To celebrate Arvo Part's 80th birthday, Gimell presents a new recording of some of the Estonian composer's finest a cappella choral works. This is the first album of contemporary music from The Tallis Scholars since their famous 1984 recording of works by John Tavener. The program here includes several major works including the Magnificat, Sieben Magnificat-Antiphonen, Triodion and I Am the True Vine. The album's title refers to the compositional style Part developed in the 1970s and now employs in most of his works. This simple style was influenced by the composer's mystical experiences with sacred chant. Tintinnabuli works often have a slow and meditative tempo and a minimalist approach to both notation and performance.
Stephen Layton and Polyphony have a long and fruitful relationship with the music of Arvo Pärt. Their recording of Triodion and other choral works (CDA67375) won a Gramophone Award and became a cult classic. The extraordinary purity of Polyphony’s singing is the perfect vehicle for music of such clean, elemental simplicity, such cathartic calm. This third Pärt album from Stephen Layton and Polyphony reaches right back, intriguingly, to the composer’s youthful modernist phase and spans nearly five decades—from 1963 to 2012—in the process. As with the album Triodion, it reflects an increasingly broad spread of languages and sources in Pärt’s chosen texts. Latin, German and English are joined here by Church Slavonic and Spanish. A range of biblical texts are set alongside ancient prayers.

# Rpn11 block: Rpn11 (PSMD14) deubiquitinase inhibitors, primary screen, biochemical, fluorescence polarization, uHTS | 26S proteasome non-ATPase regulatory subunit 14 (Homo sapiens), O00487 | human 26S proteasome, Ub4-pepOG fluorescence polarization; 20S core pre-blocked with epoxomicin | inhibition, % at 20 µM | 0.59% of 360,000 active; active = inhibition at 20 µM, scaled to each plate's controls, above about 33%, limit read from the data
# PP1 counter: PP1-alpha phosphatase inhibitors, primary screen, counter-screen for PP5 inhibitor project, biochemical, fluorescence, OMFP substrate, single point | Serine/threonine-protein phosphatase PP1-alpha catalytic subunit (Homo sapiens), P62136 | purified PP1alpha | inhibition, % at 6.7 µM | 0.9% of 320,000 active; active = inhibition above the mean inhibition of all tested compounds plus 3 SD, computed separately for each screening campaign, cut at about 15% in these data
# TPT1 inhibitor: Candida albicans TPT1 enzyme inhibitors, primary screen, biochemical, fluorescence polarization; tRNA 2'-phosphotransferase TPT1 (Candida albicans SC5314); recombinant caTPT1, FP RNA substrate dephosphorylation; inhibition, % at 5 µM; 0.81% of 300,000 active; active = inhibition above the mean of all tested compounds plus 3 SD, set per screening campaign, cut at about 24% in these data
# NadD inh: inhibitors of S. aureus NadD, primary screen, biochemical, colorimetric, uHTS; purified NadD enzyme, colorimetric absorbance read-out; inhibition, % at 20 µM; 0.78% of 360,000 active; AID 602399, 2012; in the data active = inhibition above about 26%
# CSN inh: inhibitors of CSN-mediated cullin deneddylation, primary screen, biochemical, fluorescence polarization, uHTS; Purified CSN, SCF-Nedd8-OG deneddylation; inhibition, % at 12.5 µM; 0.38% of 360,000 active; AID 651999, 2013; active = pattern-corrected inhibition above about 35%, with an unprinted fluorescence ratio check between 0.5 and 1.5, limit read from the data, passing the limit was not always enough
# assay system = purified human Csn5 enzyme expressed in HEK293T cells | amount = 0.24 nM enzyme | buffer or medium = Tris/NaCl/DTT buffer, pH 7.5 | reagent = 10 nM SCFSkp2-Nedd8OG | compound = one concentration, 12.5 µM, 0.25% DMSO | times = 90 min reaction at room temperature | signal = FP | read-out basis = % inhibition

A new release from Polyphony, with Stephen Layton at the helm, always brings with it an assurance of singing of the highest possible calibre. Bring together a choir of such quality and the composer responsible for some of the most beautiful, transcendent music ever written, and the resultant disc is surely what must be one of, if not the most spectacular releases of the year. New works from Arvo Pärt are invariably cherished, and this disc contains no fewer than five world premiere recordings—Dopo la vittoria, Nunc dimittis, Littlemore Tractus, My heart's in the Highlands and Salve regina. It was recorded in the presence of the enraptured composer earlier this year at the Temple Church, London. This is a disc of achingly lovely music at its most mesmeric—prepare to be stunned.
At a mere five minutes, Arvo Pärt's Summa is actually the shortest composition on this CD. But, for its sheer, austere beauty, the work makes a fitting introduction to this orchestral disc. Pärt's trademark "tintinnabulation" style is in full effect on this sublime recording. Each of these works sounds simple and minimalist, yet also achingly profound. In Pärt's Symphony No. 3 (the earliest piece here, dating from 1971), the roots of his groundbreaking technique are just beginning to take shape: the ringing of bells, the calculated tension, and the hints of early music all add to the three-movement work's drama.
As the title and subtitle imply, this is a kind of greatest-hits album, with music selected by ECM label producer Manfred Eicher from the 12 albums on the label devoted to the music of Arvo Pärt. Pärt's music is so malleable that people tend to make their own versions of it rather than collect it, but if you wanted an anthology as a starter box, this would be the one to choose. Eicher has worked closely with Pärt since the 1980s, and he has indeed made a sensible "sequence" out of works that do not have a lot of contrast among them.